When I was doing college radio, I had it out with a couple of the faculty members because they considered their jobs to be station managers instead of instructors. They insisted that there were certain things that they do instead of students, which as a tuition paying student bothered me. I made it an issue, which led to the one guy calling me names, belittling me, and putting me down to other faculty members (who all told me about it). This damaged his ego a great deal, but knowing what I know now about ASD and how my thought patterns fit into that spectrum, to me it was just about what I perceived to be the rules of academic engagement. Us students didn't have all of the answers, and we weren't very good at our craft, but that was kind of the point... we were there to learn even if it meant doing it wrong. Paying for a private school myself, I was very sensitive about getting everything that I could out of it.
While this seemed like a very matter-of-fact arrangement, my approach was to communicate in a somewhat more dramatic fashion and take stabs at egos. In my limited life experience at the time, that seemed silly, but also the only way you could get people to respond to you. The department chair, who sided with me and coached me in the process of communicating, encouraged me to take the drama out and stick to the facts. To her point, making an emotional case only invited an emotional response, and the underlying issue would end up a footnote in the process.
I feel as though, lately, the world keeps reminding me of that experience. While the go-to action was to make emotional drama, there was an underlying premise that fit with standards and expectations. I'm not entirely sure if I would describe them as facts, but at the very least there was an argument to be made that had nothing to do with the emotional stuff. Our world is like that, too, but the tendency is to toss the facts aside and revel in the drama.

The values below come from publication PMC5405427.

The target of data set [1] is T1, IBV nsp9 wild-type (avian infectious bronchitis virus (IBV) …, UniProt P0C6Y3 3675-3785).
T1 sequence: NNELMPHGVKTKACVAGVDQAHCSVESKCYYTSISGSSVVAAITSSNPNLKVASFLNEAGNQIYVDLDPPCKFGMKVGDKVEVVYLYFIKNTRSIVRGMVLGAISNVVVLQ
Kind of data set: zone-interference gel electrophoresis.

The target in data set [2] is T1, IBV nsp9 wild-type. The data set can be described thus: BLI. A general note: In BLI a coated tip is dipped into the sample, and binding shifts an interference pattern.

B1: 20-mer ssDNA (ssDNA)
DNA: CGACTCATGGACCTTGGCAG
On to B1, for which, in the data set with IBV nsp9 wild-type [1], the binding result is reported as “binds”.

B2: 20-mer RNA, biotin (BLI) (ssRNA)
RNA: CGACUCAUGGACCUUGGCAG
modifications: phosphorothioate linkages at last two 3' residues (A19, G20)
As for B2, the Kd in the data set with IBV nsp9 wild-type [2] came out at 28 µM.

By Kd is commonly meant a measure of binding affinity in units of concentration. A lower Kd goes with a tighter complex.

Look at anything science related. Climate change is a very real thing, and we live in this bizarro world where it's challenged as an emotional issue. Vaccinations suffer the same problem.
In fact, politics are dominated by this. Decisions and efforts aren't driven by any kind of critical thinking, they're driven by emotion, and mostly pandering to an electorate that also has no time for critical thinking. You wonder how democracy can survive like this.
And yet, I hold on to the hope that facts ultimately drive the bigger outcome. We had a court case here in Orange County where, just last week, the school district won over the county in a dispute about zoning for a new school. The county's denial had no basis or precedent, and was made entirely out of consideration for some well-to-do people living down the street from the site. It was a victory for everyone who understood the greater good, but mostly it was a victory for the facts.
Making the right argument in my professional career, based on honest and critical analysis instead of emotion, has certainly served me well. Not only has it helped me get what I was after, but it has also steered me away from things that, upon a deeper look, were not what I was after. That's probably what makes this process difficult... sometimes it leads you to a conclusion you might not want.
Passion is important, there's no doubt about that. It's how you apply passion that determines how you move forward. Sometimes it gets in the way or drives you down the wrong path, but other times it helps steer you toward better conclusions. Wisdom and experience helps you figure out how to apply that passion.